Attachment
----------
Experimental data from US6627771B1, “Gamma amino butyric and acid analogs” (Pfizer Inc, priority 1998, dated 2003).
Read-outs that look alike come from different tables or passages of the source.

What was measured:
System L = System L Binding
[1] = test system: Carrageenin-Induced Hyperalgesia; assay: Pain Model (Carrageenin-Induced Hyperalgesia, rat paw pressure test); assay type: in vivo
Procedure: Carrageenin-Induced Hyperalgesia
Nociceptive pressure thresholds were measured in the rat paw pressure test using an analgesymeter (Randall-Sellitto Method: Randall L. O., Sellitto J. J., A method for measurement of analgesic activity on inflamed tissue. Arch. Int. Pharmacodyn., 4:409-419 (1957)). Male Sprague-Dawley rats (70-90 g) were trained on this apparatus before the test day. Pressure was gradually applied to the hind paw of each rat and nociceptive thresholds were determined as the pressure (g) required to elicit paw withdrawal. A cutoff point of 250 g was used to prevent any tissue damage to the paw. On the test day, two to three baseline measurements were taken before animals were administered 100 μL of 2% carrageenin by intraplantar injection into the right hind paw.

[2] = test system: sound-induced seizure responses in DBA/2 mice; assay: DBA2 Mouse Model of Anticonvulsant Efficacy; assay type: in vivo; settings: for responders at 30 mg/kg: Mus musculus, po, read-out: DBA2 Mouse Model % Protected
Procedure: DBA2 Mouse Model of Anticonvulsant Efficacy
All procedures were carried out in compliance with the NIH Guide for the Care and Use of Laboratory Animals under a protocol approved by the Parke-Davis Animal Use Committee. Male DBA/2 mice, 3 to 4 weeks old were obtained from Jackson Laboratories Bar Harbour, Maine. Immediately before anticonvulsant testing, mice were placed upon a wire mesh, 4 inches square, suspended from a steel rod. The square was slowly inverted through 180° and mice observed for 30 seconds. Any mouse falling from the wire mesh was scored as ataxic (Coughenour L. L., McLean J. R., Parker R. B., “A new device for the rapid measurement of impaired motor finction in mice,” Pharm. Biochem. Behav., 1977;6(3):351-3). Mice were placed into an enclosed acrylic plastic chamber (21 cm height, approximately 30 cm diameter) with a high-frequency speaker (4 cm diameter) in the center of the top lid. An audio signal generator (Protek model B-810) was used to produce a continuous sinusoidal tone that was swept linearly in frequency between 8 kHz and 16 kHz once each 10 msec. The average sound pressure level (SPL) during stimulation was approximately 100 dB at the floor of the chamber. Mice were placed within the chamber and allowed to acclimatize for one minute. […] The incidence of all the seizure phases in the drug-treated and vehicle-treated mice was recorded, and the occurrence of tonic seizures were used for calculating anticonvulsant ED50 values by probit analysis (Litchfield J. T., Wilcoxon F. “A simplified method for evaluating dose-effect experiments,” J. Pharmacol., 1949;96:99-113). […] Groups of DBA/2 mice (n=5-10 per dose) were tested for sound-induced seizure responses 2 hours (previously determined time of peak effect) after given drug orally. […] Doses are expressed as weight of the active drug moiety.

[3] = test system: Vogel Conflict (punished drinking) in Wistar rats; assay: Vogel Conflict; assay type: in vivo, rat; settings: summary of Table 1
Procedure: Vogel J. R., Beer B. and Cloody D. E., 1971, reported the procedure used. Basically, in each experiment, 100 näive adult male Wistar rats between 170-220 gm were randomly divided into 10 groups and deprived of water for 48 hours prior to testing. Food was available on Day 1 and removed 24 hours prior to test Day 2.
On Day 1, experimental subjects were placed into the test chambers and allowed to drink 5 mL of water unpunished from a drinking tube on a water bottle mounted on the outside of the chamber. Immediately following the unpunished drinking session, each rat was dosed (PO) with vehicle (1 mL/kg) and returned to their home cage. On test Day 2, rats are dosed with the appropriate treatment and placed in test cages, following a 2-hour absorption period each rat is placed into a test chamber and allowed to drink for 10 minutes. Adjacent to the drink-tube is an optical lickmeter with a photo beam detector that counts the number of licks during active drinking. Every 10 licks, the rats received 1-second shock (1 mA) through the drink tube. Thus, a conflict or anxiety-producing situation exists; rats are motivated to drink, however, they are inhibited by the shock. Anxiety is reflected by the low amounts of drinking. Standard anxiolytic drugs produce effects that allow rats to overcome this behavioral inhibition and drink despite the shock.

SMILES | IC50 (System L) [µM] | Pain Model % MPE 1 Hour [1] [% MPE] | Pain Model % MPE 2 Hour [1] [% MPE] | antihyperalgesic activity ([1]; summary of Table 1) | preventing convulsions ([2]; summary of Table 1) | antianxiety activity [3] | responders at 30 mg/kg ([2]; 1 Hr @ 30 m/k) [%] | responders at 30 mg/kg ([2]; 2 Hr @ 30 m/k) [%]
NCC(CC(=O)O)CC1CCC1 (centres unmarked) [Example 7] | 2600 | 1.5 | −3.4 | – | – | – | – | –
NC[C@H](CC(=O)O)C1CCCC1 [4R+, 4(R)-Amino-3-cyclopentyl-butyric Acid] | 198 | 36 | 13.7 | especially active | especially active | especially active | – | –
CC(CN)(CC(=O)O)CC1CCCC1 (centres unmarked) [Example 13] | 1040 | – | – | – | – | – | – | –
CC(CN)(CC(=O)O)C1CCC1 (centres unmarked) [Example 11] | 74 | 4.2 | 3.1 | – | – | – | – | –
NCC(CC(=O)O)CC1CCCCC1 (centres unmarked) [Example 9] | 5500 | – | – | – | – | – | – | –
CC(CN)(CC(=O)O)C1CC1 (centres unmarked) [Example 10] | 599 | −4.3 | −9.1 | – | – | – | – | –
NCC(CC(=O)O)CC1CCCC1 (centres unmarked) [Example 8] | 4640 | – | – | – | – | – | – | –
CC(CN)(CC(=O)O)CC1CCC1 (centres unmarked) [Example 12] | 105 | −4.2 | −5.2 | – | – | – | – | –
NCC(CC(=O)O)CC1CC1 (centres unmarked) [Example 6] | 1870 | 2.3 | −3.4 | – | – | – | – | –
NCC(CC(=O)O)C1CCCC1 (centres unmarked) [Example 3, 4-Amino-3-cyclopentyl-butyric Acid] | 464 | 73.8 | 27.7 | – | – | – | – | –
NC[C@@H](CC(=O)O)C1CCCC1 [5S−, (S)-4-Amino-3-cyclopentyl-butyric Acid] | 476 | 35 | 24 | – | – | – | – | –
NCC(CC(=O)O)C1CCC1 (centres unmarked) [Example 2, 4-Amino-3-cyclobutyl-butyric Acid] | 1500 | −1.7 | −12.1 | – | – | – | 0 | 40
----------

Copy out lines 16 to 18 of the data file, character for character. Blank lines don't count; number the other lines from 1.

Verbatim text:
NC[C@H](CC(=O)O)C1CCCC1 [4R+, 4(R)-Amino-3-cyclopentyl-butyric Acid] | 198 | 36 | 13.7 | especially active | especially active | especially active | – | –
CC(CN)(CC(=O)O)CC1CCCC1 (centres unmarked) [Example 13] | 1040 | – | – | – | – | – | – | –
CC(CN)(CC(=O)O)C1CCC1 (centres unmarked) [Example 11] | 74 | 4.2 | 3.1 | – | – | – | – | –